Private equity refers to a group of investors and funds that seeks to make direct equity investments into privately owned businesses. Private equity professionals invest the funds into companies that are aligned with their investment, seeking to exit their investment within three to seven years for a substantial return on invested capital.
Upon investment or “recapitalization,” a private equity firm will acquire an ownership stake in a private business, providing the shareholders with significant up-front liquidity, taxed at a capital gains rate, with the opportunity to roll equity into the newly recapitalized business. Post-transaction, private equity firms provide access to capital and the expertise required to improve the business, both operationally and financially, positioning the company for future growth.
The strategy varies from model to model; however, in most cases, private equity firms will provide their portfolio companies with the capital required to expand their facility coverage within a geographic area organically through de novo initiatives and inorganically by completing add-on acquisitions in both new and existing markets.
In the historical model of M&A in anesthesia, consolidators sought to buy out practices entirely, accumulating all the profits generated by providers. Shareholders, who were previously accustomed to distributions based on productivity and practice profitability, were signed to flat salaries, creating an environment with potential for misaligned growth incentives. As consolidation trends have evolved, general partners realized a change was necessary to align incentives.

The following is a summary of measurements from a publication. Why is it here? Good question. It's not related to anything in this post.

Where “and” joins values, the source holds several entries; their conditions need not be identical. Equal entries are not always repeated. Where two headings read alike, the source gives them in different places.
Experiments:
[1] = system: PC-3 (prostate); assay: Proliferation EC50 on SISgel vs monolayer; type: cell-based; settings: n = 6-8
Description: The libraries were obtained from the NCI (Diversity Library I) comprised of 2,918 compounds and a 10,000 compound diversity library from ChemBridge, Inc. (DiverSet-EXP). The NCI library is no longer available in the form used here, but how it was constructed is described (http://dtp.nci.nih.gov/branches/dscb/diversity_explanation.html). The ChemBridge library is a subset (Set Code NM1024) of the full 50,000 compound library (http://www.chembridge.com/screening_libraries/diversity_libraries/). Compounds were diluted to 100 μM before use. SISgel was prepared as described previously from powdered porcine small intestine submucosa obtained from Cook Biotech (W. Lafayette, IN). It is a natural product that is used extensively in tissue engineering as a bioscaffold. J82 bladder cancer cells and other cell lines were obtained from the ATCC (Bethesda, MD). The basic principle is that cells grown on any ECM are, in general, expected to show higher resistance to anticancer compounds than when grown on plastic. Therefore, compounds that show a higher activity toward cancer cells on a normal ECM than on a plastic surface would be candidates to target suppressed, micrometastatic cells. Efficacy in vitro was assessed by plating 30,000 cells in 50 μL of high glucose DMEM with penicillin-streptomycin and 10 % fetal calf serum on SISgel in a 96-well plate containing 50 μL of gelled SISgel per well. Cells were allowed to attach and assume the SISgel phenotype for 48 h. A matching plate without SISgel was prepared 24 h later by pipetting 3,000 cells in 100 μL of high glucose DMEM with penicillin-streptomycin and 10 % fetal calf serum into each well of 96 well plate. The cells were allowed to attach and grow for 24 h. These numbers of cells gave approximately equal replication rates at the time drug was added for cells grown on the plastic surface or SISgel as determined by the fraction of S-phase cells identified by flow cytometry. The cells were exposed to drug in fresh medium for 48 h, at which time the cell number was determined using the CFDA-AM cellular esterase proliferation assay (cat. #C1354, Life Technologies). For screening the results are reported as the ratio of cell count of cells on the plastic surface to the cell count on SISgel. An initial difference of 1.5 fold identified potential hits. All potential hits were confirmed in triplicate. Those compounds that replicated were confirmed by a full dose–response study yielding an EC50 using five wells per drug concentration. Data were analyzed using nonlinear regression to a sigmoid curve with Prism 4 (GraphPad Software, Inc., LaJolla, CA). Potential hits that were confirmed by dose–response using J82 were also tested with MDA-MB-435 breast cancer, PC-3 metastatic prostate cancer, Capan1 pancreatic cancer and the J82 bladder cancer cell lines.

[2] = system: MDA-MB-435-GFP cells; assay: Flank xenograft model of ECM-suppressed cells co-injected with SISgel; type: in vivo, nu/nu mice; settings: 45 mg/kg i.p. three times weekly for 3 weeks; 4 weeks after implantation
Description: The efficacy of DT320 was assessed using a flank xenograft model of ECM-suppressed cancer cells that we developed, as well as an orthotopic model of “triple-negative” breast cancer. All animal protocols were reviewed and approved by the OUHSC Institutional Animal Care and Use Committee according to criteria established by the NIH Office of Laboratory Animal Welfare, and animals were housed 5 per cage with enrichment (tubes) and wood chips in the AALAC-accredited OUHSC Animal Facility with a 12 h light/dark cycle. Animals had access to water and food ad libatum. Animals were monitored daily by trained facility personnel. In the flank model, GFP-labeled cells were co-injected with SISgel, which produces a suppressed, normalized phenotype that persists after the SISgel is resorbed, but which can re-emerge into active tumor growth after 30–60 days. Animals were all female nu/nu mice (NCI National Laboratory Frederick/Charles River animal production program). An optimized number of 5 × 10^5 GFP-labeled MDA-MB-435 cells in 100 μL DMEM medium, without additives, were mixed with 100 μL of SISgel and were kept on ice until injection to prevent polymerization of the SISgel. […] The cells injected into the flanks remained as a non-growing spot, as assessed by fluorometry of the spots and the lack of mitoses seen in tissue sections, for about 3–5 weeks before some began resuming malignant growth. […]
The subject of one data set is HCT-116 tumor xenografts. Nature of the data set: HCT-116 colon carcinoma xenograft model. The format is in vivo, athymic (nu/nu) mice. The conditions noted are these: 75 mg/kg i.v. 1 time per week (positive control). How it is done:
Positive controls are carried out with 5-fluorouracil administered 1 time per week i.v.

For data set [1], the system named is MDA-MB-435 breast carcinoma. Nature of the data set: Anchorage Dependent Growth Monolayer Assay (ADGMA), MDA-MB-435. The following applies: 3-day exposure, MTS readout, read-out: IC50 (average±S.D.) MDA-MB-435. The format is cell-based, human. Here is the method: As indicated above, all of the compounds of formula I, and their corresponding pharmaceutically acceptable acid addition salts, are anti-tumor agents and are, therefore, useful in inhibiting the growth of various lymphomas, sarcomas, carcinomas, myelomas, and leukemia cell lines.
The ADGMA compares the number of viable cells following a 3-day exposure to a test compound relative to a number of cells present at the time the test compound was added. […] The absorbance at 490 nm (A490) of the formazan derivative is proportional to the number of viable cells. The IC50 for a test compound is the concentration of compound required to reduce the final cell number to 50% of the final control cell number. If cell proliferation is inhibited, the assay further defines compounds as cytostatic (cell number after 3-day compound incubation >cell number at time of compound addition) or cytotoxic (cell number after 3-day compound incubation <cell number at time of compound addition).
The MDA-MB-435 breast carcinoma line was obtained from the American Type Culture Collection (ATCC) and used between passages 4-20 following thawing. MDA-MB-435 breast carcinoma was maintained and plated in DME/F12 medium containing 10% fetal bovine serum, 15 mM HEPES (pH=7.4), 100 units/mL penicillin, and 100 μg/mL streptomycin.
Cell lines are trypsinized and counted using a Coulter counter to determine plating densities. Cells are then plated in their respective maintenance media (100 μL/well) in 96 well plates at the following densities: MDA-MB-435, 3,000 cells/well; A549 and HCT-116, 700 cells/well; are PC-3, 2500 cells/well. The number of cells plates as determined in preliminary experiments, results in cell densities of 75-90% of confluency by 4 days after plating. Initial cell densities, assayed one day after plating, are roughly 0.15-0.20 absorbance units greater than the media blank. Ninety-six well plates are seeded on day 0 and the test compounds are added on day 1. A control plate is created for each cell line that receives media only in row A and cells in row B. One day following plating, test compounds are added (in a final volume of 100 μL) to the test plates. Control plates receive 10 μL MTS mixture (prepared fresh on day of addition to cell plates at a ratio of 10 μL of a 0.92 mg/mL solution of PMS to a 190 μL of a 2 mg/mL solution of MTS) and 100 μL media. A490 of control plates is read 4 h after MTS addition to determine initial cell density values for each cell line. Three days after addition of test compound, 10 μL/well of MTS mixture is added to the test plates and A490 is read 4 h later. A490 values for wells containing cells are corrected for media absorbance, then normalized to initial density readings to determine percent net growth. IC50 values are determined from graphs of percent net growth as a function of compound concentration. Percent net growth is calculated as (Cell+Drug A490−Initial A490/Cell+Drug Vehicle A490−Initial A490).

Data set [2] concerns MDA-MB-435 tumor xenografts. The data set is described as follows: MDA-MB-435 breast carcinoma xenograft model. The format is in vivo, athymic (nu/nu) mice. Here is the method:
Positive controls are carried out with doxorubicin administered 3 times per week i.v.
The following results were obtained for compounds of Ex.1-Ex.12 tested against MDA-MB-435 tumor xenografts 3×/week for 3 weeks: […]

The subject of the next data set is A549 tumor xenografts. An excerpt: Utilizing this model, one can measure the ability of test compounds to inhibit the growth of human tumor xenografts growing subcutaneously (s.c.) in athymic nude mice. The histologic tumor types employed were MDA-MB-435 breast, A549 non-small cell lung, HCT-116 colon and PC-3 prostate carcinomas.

As M&A strategies for physician services have evolved, anesthesiologists who choose to partner with a private equity–backed platform have an opportunity to retain ownership while also receiving a large up-front payment that is taxed at capital gains rates. This business model allows each provider to benefit from the growth of the parent organization as it expands through add-on acquisitions and de novo initiatives. After a three- to seven-year holding period, many private equity groups will look to exit their investment, targeting a substantial return of three to five times their initial investment. Upon their sale to another platform or private equity group, the shareholders of the practice will have the opportunity to roll equity once again with the next partnership or receive cash proceeds. This model provides shareholders with the opportunity for multiple liquidity events based on subsequent transactions.